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  1. Wonder Woman (LAW 1918) | Bostonia | Boston University › law-alumni-dc-comics-wonder-woman

    Jun 02, 2017 · William Marston, who was already famous for inventing the polygraph, chose the nom de plume Charles Moulton for the comic book, and in 1941 he published the first episode of Wonder Woman, which had the immortal 5,000-year-old Amazon princess, daughter of Zeus and Hippolyta, in her alter ego of Diana Prince, rescue a US Army Intelligence officer.

  2. Jun 09, 2017 · Wonder Woman's creator had a few secrets of his own. Historian Jill Lepore describes William Moulton Marstothe's unusual life in The Secret History of Wonder Woman. Originally broadcast Oct. 27, 2014.

  3. William Moulton Marston Archives - DISCovering Wonder Woman › tag › william-moulton

    May 26, 2020 · I told the audience how Dr. William Moulton Marston had created not just Wonder Woman, but also the lie detector and the psychological model, DISC Theory. Professor Marston and the Wonder Women 100 Days of Wonder Woman , Marston and Friends May 6, 2020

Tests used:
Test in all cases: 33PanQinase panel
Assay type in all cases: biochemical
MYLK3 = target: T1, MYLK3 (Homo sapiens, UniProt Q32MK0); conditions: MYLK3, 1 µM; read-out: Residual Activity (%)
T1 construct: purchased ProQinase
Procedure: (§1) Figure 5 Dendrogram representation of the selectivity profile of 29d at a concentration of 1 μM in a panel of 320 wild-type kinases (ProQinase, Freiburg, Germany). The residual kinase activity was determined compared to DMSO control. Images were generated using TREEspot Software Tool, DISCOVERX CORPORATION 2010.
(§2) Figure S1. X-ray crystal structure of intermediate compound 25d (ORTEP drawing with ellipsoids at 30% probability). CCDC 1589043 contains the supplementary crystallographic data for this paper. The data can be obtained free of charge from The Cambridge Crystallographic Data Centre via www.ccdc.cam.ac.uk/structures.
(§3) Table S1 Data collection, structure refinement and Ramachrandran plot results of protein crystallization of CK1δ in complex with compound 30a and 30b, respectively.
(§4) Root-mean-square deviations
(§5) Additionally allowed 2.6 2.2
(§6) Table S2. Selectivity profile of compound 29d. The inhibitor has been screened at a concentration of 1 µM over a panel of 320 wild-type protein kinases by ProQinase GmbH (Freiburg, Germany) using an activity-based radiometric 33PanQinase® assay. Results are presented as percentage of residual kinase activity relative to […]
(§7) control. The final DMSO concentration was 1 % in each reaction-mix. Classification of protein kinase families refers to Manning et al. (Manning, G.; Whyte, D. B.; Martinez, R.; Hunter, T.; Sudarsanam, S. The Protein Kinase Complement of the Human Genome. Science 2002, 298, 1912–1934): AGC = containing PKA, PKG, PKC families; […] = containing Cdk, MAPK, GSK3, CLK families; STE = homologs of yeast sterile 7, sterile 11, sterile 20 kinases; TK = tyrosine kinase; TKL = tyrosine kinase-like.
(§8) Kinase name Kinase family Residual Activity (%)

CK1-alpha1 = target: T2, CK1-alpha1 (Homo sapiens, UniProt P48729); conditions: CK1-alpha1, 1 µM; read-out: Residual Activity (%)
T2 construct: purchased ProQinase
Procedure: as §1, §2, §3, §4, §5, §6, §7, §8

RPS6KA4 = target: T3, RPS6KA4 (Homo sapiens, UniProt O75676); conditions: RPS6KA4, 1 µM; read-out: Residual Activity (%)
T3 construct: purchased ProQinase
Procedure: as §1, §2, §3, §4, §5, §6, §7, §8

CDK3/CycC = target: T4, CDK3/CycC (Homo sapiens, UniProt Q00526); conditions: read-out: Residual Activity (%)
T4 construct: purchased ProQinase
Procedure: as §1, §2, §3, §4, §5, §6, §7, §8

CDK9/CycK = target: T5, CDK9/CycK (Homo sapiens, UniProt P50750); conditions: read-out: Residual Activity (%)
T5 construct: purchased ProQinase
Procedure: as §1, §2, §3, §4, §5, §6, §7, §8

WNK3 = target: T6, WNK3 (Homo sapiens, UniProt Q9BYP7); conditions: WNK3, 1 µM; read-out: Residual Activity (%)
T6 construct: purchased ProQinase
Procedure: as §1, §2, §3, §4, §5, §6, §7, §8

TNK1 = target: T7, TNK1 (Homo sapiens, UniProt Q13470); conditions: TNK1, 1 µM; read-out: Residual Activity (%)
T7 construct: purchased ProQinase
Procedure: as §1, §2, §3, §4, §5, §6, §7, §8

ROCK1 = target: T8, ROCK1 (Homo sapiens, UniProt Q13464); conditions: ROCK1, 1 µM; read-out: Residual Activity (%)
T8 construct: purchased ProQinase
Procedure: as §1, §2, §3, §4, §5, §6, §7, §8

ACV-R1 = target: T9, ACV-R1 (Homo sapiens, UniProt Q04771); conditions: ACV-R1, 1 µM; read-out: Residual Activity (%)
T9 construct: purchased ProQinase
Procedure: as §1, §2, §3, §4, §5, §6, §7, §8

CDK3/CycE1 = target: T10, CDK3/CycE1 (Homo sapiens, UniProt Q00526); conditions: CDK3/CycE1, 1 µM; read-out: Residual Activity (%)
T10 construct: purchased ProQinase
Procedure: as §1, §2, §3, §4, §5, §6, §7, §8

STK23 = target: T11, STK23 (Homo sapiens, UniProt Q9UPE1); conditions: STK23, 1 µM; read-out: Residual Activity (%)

4. Wonder Woman and The Lie Detector - Speaking For A ... › wonder-woman-and-the-lie-detector

    Under the pseudonym Charles Moulton, Marston wrote stories of Wonder Woman traveling from her home with the Amazons, a race of warrior woman, to America to help the Allied forces win World War 2. William Moulton Marston was an incredibly smart, complex individual.

  5. Wonder Woman: Reviving William Moulton Marston’s Original ... › ae › wonder-woman-reviving

    Wonder Woman: Bondage and Feminism in the Marston/Peter Comics, 1941-1948, by culture critic Noah Berlatsky, doesn’t propose to offer insight into DC’s movie universe, but it does explore the origins of an iconic character through her creator, William Moulton Marston (who wrote under the pen name Charles Moulton.)

  6. A Real Wonder: The Radical Origins of Wonder Woman - Film Cred › wonder-woman-1984-origins

    Jul 22, 2021 · Its release coincided with the first major film outing for the character in Patty Jenkins’ groundbreaking action blockbuster Wonder Woman. Robinson’s film posits that William Moulton Marston (as played by Luke Evans) was a radical feminist academic.

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